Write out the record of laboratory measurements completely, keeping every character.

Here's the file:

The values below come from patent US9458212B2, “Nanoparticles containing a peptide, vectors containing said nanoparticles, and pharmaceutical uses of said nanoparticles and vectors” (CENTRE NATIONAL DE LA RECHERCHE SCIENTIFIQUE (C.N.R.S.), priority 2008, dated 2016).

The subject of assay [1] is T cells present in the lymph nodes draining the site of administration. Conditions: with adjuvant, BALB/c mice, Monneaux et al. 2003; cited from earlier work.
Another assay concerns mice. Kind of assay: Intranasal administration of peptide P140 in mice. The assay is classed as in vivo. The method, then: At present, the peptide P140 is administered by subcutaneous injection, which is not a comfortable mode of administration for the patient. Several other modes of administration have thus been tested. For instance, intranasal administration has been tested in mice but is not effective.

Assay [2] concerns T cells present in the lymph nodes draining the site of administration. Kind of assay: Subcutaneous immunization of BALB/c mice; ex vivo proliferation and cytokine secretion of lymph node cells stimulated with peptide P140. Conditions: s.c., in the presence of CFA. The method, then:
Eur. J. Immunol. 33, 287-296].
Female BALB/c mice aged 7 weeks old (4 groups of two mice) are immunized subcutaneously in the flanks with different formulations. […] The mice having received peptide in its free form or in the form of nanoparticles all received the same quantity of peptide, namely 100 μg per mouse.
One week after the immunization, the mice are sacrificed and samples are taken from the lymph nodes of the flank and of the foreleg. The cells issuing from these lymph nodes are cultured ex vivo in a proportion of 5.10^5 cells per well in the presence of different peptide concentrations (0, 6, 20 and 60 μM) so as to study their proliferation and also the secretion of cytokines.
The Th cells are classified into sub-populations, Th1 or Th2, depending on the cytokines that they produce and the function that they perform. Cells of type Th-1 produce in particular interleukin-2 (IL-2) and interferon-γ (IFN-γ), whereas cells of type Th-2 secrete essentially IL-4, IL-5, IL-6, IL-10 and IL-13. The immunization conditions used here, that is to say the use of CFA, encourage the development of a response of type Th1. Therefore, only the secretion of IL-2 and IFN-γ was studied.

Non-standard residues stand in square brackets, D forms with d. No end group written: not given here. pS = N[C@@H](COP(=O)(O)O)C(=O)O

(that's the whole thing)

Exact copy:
The values below come from patent US9458212B2, “Nanoparticles containing a peptide, vectors containing said nanoparticles, and pharmaceutical uses of said nanoparticles and vectors” (CENTRE NATIONAL DE LA RECHERCHE SCIENTIFIQUE (C.N.R.S.), priority 2008, dated 2016).

The subject of assay [1] is T cells present in the lymph nodes draining the site of administration. Conditions: with adjuvant, BALB/c mice, Monneaux et al. 2003; cited from earlier work.
Another assay concerns mice. Kind of assay: Intranasal administration of peptide P140 in mice. The assay is classed as in vivo. The method, then: At present, the peptide P140 is administered by subcutaneous injection, which is not a comfortable mode of administration for the patient. Several other modes of administration have thus been tested. For instance, intranasal administration has been tested in mice but is not effective.

Assay [2] concerns T cells present in the lymph nodes draining the site of administration. Kind of assay: Subcutaneous immunization of BALB/c mice; ex vivo proliferation and cytokine secretion of lymph node cells stimulated with peptide P140. Conditions: s.c., in the presence of CFA. The method, then:
Eur. J. Immunol. 33, 287-296].
Female BALB/c mice aged 7 weeks old (4 groups of two mice) are immunized subcutaneously in the flanks with different formulations. […] The mice having received peptide in its free form or in the form of nanoparticles all received the same quantity of peptide, namely 100 μg per mouse.
One week after the immunization, the mice are sacrificed and samples are taken from the lymph nodes of the flank and of the foreleg. The cells issuing from these lymph nodes are cultured ex vivo in a proportion of 5.10^5 cells per well in the presence of different peptide concentrations (0, 6, 20 and 60 μM) so as to study their proliferation and also the secretion of cytokines.
The Th cells are classified into sub-populations, Th1 or Th2, depending on the cytokines that they produce and the function that they perform. Cells of type Th-1 produce in particular interleukin-2 (IL-2) and interferon-γ (IFN-γ), whereas cells of type Th-2 secrete essentially IL-4, IL-5, IL-6, IL-10 and IL-13. The immunization conditions used here, that is to say the use of CFA, encourage the development of a response of type Th1. Therefore, only the secretion of IL-2 and IFN-γ was studied.

Non-standard residues stand in square brackets, D forms with d. No end group written: not given here. pS = N[C@@H](COP(=O)(O)O)C(=O)O